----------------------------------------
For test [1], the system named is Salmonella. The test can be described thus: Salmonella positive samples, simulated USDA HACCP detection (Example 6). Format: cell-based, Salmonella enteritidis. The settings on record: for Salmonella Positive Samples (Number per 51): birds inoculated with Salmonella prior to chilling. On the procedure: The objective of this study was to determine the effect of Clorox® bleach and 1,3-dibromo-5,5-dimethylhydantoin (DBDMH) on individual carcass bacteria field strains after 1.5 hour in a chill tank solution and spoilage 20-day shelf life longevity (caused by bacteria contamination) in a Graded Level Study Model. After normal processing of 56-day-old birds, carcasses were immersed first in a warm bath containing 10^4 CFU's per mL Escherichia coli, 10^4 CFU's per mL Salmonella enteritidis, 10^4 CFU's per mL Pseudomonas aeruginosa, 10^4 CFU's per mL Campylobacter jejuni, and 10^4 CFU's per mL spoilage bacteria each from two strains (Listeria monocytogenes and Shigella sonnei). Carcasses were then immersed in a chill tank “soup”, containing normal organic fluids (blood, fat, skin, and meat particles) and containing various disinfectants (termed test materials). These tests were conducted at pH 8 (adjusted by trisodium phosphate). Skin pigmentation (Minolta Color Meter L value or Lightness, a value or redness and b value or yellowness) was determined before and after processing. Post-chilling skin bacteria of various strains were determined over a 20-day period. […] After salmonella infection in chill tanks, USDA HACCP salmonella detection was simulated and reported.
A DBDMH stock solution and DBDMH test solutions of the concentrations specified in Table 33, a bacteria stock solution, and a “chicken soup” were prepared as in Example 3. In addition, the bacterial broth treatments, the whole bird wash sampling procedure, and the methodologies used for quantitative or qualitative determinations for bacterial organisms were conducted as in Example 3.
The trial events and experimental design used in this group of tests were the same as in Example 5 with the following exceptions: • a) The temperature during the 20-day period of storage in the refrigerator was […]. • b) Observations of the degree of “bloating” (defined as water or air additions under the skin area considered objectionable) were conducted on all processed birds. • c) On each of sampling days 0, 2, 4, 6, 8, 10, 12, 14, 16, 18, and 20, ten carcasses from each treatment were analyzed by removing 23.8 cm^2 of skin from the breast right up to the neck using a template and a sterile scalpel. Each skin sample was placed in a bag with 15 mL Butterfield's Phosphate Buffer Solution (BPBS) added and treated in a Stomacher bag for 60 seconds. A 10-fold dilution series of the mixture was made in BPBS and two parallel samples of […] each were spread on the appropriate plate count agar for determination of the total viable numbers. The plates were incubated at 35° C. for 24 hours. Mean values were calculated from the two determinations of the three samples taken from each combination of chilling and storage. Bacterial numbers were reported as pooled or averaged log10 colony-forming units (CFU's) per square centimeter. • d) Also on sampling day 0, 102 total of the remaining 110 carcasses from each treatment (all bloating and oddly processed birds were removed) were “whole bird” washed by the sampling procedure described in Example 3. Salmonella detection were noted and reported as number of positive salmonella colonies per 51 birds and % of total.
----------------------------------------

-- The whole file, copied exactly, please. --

For test [1], the system named is Salmonella. The test can be described thus: Salmonella positive samples, simulated USDA HACCP detection (Example 6). Format: cell-based, Salmonella enteritidis. The settings on record: for Salmonella Positive Samples (Number per 51): birds inoculated with Salmonella prior to chilling. On the procedure: The objective of this study was to determine the effect of Clorox® bleach and 1,3-dibromo-5,5-dimethylhydantoin (DBDMH) on individual carcass bacteria field strains after 1.5 hour in a chill tank solution and spoilage 20-day shelf life longevity (caused by bacteria contamination) in a Graded Level Study Model. After normal processing of 56-day-old birds, carcasses were immersed first in a warm bath containing 10^4 CFU's per mL Escherichia coli, 10^4 CFU's per mL Salmonella enteritidis, 10^4 CFU's per mL Pseudomonas aeruginosa, 10^4 CFU's per mL Campylobacter jejuni, and 10^4 CFU's per mL spoilage bacteria each from two strains (Listeria monocytogenes and Shigella sonnei). Carcasses were then immersed in a chill tank “soup”, containing normal organic fluids (blood, fat, skin, and meat particles) and containing various disinfectants (termed test materials). These tests were conducted at pH 8 (adjusted by trisodium phosphate). Skin pigmentation (Minolta Color Meter L value or Lightness, a value or redness and b value or yellowness) was determined before and after processing. Post-chilling skin bacteria of various strains were determined over a 20-day period. […] After salmonella infection in chill tanks, USDA HACCP salmonella detection was simulated and reported.
A DBDMH stock solution and DBDMH test solutions of the concentrations specified in Table 33, a bacteria stock solution, and a “chicken soup” were prepared as in Example 3. In addition, the bacterial broth treatments, the whole bird wash sampling procedure, and the methodologies used for quantitative or qualitative determinations for bacterial organisms were conducted as in Example 3.
The trial events and experimental design used in this group of tests were the same as in Example 5 with the following exceptions: • a) The temperature during the 20-day period of storage in the refrigerator was […]. • b) Observations of the degree of “bloating” (defined as water or air additions under the skin area considered objectionable) were conducted on all processed birds. • c) On each of sampling days 0, 2, 4, 6, 8, 10, 12, 14, 16, 18, and 20, ten carcasses from each treatment were analyzed by removing 23.8 cm^2 of skin from the breast right up to the neck using a template and a sterile scalpel. Each skin sample was placed in a bag with 15 mL Butterfield's Phosphate Buffer Solution (BPBS) added and treated in a Stomacher bag for 60 seconds. A 10-fold dilution series of the mixture was made in BPBS and two parallel samples of […] each were spread on the appropriate plate count agar for determination of the total viable numbers. The plates were incubated at 35° C. for 24 hours. Mean values were calculated from the two determinations of the three samples taken from each combination of chilling and storage. Bacterial numbers were reported as pooled or averaged log10 colony-forming units (CFU's) per square centimeter. • d) Also on sampling day 0, 102 total of the remaining 110 carcasses from each treatment (all bloating and oddly processed birds were removed) were “whole bird” washed by the sampling procedure described in Example 3. Salmonella detection were noted and reported as number of positive salmonella colonies per 51 birds and % of total.